The water turned brown and we found our selves being pushed down towards Bramble Back. Peering over me left shoulder I could see the sand of the bank being churned up in the troughs of the waves. We were just a few boat lengths from danger. By now holding the wind just off the starboard bow, we were cresting waves and the three of us were getting airborne from our seats as we went over the top.

I was on the helm, my colleague to the right took the throttles as I needed both hands on the wheel, carefully powering up the waves and quickly off the power on the way down. We had to pick a moment to actually tack through the breeze as the risk of burying the bow on the nose was too great. I found the moment and pushed her through to starboard, through the breeze and starting away from the bank.

We couldn’t bear away too much as we would have rolled and so were making very little progress forwards and away from danger, it blew like this for 10 minutes as we carefully picked out way through the waves, tacking as we went, trying to get under some sort of shelter from Cowes.

Finally, the wind abated a little and the waves lengthened just enough for us to helm over a touch and power to the safety of the Medina.

Wide-eyed and breathing hard we just took in the calm of the river before relief hit and some whooping and shouting some expletives. Once safely docked we headed into the office to pull up Bramblemet weather station on the web, 65 knots.

Hair on the back of the neck moment?

On the helm of an Oyster 82 where I was First Mate, under full sail, carving our way into the entrance of the Morbihan on the West Coast of France. It was late Saturday afternoon and full of sailors heading in giving us room and lots of thumbs up. Later that night in the bars of Auray, we got chatting to many of these fellow sailors and plenty of good French red wine was shared.

What is in your skippers’ bag and never leaves it?

A well-thumbed copy of Reeds Skippers Handbook.

Go to sailing brand for clothing/gear?

Always been a fan of Henry Lloyd and Gill. I’m not tied to brands; I’ll often wear a high street waterproof jacket when out sailing. Our delivery skippers now all wear Halcyon Yachts branded Zhik jackets and they look very smart!

Favourite cruising spot?

The British Virgin Islands.

Dream cruising spot not yet visited?

Whitsundays, Australia.

First proper yacht sailed upon, where and when?

Contessa 32, Solent, 1990’s. First time out, whilst racing we hit another yacht and had the thing heeled over so far, I was standing sideways on the winches being yelled at to pull various colours of string. It’s a wonder I went back!

Top 5 favourite waterside drinking holes.

The Galley Bar, Nelsons Dockyard, English Harbour Antigua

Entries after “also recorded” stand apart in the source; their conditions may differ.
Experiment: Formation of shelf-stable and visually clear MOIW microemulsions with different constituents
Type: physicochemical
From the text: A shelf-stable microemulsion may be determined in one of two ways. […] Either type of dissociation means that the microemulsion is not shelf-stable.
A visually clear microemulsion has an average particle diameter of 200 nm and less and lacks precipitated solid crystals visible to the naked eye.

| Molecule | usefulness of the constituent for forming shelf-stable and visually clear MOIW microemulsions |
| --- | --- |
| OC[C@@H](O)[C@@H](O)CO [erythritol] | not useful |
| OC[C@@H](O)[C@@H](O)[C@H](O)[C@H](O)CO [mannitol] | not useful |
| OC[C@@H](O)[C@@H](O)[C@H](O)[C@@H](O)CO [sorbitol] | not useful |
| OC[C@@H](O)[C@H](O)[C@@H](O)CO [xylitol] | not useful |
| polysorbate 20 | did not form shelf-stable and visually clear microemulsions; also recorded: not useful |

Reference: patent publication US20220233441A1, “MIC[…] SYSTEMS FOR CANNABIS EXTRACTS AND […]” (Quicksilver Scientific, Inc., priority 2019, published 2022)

Can be as close as 15 yards from stern rail to bar, and the first watering hole after a long transatlantic. Scrawl your yacht, and your crew’s names in the rafters for prosperity or until the Dulux comes back out.

The Haven Bar, Lymington Yacht Haven

Hard to beat anywhere more exotic on a sunny Friday at 5pm on the outside deck.

Foxy’s, Jost Van Dyke, BVI

The only place I have ever had a business meeting barefooted, feet in the sand. Time it right to hear Foxy himself strum the guitar. Be sure to bring an item of clothing to nail to the ceiling.

King and Queen, Hamble

Obligatory quick stop for bumping into a mate you haven’t seen in 15 years as if it was yesterday whilst giving your undies a quick spin on the 15 min spin cycle downstairs. Especially for those of a racing bent.

Pier House Hotel, Lounge Bar, Charlestown, St Austell, Cornwall

One for a mid-winters stormy evening, enjoy a pint in this little bar, tall ships moored in the harbour outside. It’s not hard to convince yourself you are back in Nelsons times. The place where Michael Caine was thrown through the window in Where Eagles Dare.

Favourite moments during sailing?

Sunrise, on a solo watch. One morning mid, channel, after crossing the shipping lanes back to the UK, I had been keeping pace with another yacht, a Twister about 500m to starboard. It was a great photo opportunity and so I took some snaps and called them up on the VHF and asked for an email address to send them to. Conversation quickly turned to breakfast as we were cooking bacon in the galley below. They said they were a bit short, so we arranged a mid-channel meet and passed them some bacon in a bucket with the boathook, we sailed together for a little while exchanging stories of where they had been cruising whilst we ate breakfast.

What do you enjoy most about passage making?

I love the routine, as you escape the land and everything it entails and become focussed on your time on watch.

Tastiest mooring manoeuvre?

Squeezing a very bow light Beneteau 40 into a 45-foot gap, with yachts rafted in front and behind. Tide and a stiff breeze pushing me off. August bank holiday weekend in Yarmouth. About 500 people watching including some nervous residents of the yachts rafted given I had aborted the first attempt – safely – I should point out. Needing some beans, a dockmaster was ashore to take the bowline, I was lined up and ROAR – the Vulcan bomber passed overhead at about 200 feet en route to the Bournemouth Air show. 500 heads looked up, I dropped the throttle, and by the time everyone looked down, we were safely in, no sweat!

Have you ever been, or experienced a Man Over-Board (MOB)?